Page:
Out with the old: Americans have little good to say about 2013

Out with the old: Americans have little good to say about 2013

Most Americans won't remember 2013 fondly, but people are happier about this year than they were last year or in the aftermath of the financial crisis.

Put simply, most Americans are happy to see 2013 go.  In the latest Economist/YouGov Poll, more than two-thirds view the year as one that was bad for the world; more than four in ten say it was a bad year for their family. 

In fact, 60% of Americans plan to stay up until midnight to watch the old year end – although this is more likely to be a young person’s plan.  77% of adults under 30, but just a third of senior citizens, will be awake to make sure 2013 finally goes into history. 

The public sees the world – and many also see themselves personally – as having not just had a tough 2013, but having had a hard time for the last few years.  At the end of 2012, 69% said it had been a bad year for the world.   If there is any consolation, the public has seen some progress: when they assessed 2009, the first year of President Obama’s first term, their opinion was worse.  More than eight in ten say that 2009 had been a bad year for the world.

Global assessments are often political in nature.  And this is case here.  Although all groups are more negative than positive when assessing the state of the world, Republicans are especially negative.  Only 13% of Republicans say 2013 has been a good year for the world. 

There are almost no issues where a majority of Americans have seen improvement.  Only a quarter say health care coverage is better today than it was a year ago; more than half say it has gotten worse, reflecting the continued poor assessments given to the Administration’s health care reform (in this week’s Economist/YouGov poll, for example, a majority continues to call it a failure, and nearly half think it should be repealed).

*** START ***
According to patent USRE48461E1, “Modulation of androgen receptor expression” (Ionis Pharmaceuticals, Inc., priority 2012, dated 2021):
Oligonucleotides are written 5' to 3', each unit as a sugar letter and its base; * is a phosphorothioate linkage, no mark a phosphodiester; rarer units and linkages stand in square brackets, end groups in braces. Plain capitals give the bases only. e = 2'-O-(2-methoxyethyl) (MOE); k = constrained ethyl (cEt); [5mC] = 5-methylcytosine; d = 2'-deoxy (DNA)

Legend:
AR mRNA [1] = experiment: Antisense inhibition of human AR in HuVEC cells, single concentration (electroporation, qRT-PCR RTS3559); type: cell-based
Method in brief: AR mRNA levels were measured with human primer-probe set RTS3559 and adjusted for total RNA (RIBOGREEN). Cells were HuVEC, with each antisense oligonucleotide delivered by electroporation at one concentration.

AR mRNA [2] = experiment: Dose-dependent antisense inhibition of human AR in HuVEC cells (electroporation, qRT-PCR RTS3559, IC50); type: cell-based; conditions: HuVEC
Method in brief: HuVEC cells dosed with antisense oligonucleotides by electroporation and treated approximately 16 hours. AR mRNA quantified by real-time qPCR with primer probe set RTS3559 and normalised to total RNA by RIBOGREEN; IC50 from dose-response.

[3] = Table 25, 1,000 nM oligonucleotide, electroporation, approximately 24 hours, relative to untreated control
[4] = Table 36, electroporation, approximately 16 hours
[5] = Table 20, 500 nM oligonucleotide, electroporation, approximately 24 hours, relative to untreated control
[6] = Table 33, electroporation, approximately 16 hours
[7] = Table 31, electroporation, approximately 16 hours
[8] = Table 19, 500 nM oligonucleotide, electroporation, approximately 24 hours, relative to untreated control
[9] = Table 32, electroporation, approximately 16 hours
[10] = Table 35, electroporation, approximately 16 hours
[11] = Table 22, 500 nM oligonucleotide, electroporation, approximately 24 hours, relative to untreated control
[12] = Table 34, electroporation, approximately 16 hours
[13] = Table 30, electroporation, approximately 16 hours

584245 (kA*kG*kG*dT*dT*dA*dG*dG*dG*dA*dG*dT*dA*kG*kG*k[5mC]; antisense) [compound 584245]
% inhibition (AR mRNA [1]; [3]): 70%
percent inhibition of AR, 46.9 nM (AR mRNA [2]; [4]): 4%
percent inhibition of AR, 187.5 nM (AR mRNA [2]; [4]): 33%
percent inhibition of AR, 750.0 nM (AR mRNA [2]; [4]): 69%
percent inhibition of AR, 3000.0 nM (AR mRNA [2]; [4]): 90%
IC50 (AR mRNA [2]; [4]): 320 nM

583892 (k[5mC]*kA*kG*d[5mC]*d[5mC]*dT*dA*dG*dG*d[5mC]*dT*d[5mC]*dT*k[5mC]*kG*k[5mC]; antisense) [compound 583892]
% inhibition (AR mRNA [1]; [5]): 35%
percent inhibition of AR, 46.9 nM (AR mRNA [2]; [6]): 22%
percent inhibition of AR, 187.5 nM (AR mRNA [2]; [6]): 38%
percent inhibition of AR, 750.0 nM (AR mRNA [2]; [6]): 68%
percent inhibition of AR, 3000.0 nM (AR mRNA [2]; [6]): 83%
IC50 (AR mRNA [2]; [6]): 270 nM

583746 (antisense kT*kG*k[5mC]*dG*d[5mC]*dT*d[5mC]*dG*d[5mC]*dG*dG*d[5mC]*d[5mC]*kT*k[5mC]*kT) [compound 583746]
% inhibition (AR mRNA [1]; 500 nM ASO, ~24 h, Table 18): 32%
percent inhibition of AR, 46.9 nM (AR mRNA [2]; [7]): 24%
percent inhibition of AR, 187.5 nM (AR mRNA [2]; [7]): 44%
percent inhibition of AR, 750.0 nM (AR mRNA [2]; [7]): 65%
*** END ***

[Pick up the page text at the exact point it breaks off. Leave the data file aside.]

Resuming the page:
However, even though the continued withdrawal of U.S. troops from Afghanistan has not translated into a positive assessment of American involvement there, things do look better than they did four years ago.  Although 31% describe the situation in Afghanistan as worse today than it was a year ago, 60% viewed things as getting worse there at the end of 2009.

When it comes how 2013 impacted American families, the year looks better, although it’s hard to describe things as especially good.  The slow economic improvement and the incrementally dropping unemployment rate haven’t registered with everyone.  A majority does admit that last year was a good one for their families – although fewer than one in ten would say it was a very good year.  Opinions a year ago looked about the same.  But at the end of 2009, a majority of Americans thought their families had a bad year.  For one in five in 2009, it had been very bad.

Young adults are the most positive about 2013 for themselves and for the world.  Nearly three in four of those under 30 think this has been a good year for their families; almost half say it has been a good year for the world.  And income matters a lot when judging a family’s success:  barely half with incomes under $40,000 a year say this has been a good year for their families, compared with 72% of those with incomes over $100,000 a year.